Freedom of Information Act (FOIA)
The Freedom of Information Act (FOIA) allows access to almost all Federal agency records. The Foreign Agricultural Service (FAS) of the U.S. Department of Agriculture (USDA), like other Federal agencies, is required to make records accessible to requesters. Many documents are available to the public without having to file a FOIA request. These include press releases, speeches, congressional testimony, program regulations, and some letters and memoranda. Much of this information can be found here on the FAS website.
Before submitting a FOIA request, please check to see if the information you are requesting is already available elsewhere on the FAS website.
The FAS FOIA Reading Room
The FAS FOIA Electronic Reading Room includes a description of the kinds of documents FAS maintains based on our program activities, and specifically identified for inclusion by the Freedom of Information Act (FOIA), as well as other documents of interest about the FOIA itself.
FAS maintains only an electronic (virtual) reading room. If you should need assistance using the FAS electronic reading room or if you need paper copies of any of our documents, please contact the FAS FOIA Officer, Rochelle Foster, at (202) 720-2936, or via email (preferred) at firstname.lastname@example.org.
FAS FOIA Contact Information
FAS FOIA Officer: Rochelle Foster (202) 720-2936 (telephone,) 720-1727 (fax,) or, via email (preferred) email@example.com,
Or, via regular mail,
Foreign Agricultural Service
U.S. Department of Agriculture
1400 Independence Ave., S.W.
Washington, DC 20250 1004
For additional assistance you may also contact the FAS FOIA Ombudsman, Ellen Dougherty, at (202) 720-7115, by fax or regular mail at the address above, or via email at firstname.lastname@example.org.
The Freedom of Information Act (5 U.S.C. 552)
The Freedom of Information Act (5 U.S.C. 552) establishes a presumption that U.S. Government records should be generally available to the public. The act sets standards for determining when Government records must be made available and what kind of records may be withheld. The act also gives requesters specific legal rights and provides administrative and judicial remedies when access to records is denied or portions of records are withheld. The statute requires that Federal agencies provide access to and disclosure of information pertaining to the Government's business to the fullest extent possible.
Certain records may be withheld in full or in part if the information involved falls within one of nine FOIA exemptions. Six of these are the most often considered in determining whether FAS should or must withhold all or any part of any requested document:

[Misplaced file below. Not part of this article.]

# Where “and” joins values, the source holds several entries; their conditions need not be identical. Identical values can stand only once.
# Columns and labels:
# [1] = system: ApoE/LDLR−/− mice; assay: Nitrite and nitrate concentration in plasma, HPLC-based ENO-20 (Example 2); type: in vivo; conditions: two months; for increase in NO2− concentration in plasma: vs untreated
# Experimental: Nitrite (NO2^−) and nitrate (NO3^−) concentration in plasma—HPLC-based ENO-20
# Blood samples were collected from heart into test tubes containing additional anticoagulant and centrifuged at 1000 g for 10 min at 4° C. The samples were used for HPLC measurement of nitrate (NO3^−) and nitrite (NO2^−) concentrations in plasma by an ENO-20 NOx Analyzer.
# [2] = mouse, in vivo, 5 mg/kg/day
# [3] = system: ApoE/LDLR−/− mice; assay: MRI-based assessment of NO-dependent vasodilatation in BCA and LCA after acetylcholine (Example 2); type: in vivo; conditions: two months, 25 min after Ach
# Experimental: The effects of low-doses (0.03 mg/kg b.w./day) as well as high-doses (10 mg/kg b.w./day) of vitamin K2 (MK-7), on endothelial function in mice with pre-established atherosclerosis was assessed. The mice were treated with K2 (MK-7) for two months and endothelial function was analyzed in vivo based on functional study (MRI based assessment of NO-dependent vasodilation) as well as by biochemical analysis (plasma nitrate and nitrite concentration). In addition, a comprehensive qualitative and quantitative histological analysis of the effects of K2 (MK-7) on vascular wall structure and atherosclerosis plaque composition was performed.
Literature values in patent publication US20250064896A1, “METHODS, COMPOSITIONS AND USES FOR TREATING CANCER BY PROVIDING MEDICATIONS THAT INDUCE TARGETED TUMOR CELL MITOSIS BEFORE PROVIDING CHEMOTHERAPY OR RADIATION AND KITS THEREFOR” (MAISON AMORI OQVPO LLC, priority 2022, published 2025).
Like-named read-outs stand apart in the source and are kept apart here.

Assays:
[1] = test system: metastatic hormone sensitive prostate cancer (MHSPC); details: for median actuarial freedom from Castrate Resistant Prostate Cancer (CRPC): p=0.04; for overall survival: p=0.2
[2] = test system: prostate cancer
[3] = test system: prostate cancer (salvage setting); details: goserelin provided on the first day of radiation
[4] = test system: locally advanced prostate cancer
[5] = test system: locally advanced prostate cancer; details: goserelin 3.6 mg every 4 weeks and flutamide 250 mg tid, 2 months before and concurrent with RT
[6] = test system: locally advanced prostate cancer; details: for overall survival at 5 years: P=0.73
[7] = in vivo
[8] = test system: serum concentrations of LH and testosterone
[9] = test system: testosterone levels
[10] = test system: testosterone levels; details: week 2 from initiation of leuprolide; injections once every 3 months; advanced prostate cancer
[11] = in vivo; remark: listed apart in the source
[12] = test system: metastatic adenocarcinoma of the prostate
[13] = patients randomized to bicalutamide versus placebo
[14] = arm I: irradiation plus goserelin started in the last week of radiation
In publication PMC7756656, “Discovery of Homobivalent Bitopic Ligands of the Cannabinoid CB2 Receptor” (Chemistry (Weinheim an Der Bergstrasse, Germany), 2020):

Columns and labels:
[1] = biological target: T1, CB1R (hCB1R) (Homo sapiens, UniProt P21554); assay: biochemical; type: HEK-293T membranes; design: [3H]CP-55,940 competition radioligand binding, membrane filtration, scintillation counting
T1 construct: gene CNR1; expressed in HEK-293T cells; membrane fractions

- Exemption 2: Protects certain records related solely to FAS internal rules and practices.
- Exemption 3: Protects information that is prohibited from disclosure by other laws.
- Exemption 4: Protects trade secrets and confidential commercial or financial information.
- Exemption 5: Protects certain interagency and intra-agency communications.
- Exemption 6: Protects information about individuals in personnel, medical, and similar files when disclosure would constitute a clearly unwarranted invasion of privacy.
- Exemption 7: Protects records or information relating to legal proceedings or similar investigations under certain conditions.
How Does the Privacy Act Relate to the FOIA?
Under the Privacy Act, a person may seek access to records that are retrieved by that person's name or another personal identifier, such as social security number or date of birth. These records will be made available only to the person to whom the records refer. Generally, you cannot obtain copies of records concerning another person without the written permission of that person.
If you have questions about FAS Privacy Act requests, contact Carol Remmers, Privacy Act Officer, on (202) 720-2369, or send e-mail to Carol.Remmers@fas.usda.gov .
- White House FOIA memo of January 21, 2009 (Whitehouse.gov)
- The Attorney General's Memorandum of March 19, 2009
- FAS FOIA Regulations
What Fees or Costs are Involved?
The FOIA permits government agencies to charge fees for processing FOIA requests. FAS charges nothing if the cost of compiling the records you request is $25 or less. Fees are charged at actual salary plus 16 percent overhead. The charge for copying documents is 20 cents per page. We will notify you if the fees will be higher, unless your written request states your willingness to pay higher fees. If fees are expected, you may request a waiver if you can meet certain conditions (please see fee waivers, below).
The FOIA requires that requesters be placed in one of the following four categories:
- Commercial use requesters;
- News media;
- Educational or noncommercial scientific institutions; and
- All others.
Commercial requesters are charged the full cost of search, review, and duplication. Scientific, educational, and news media requesters are charged the cost of duplication only; however, the first 100 pages are provided free of charge. All other requesters are charged only the direct costs of search, and duplication, with the first two hours of search and the first 100 pages of duplication are free of charge.
Requesters must send checks to FAS made payable to the "U.S. Treasury."
Fees may be waived if "disclosure of the information is in the public interest because it is likely to contribute significantly to public understanding of the operations and activities of the government and it is not primarily in the commercial interest of the requester." S U.S.C. § 552 (a)(4)(A)(iii)
Requests for fee waivers must be fully documented and justified by written explanation when the request is submitted.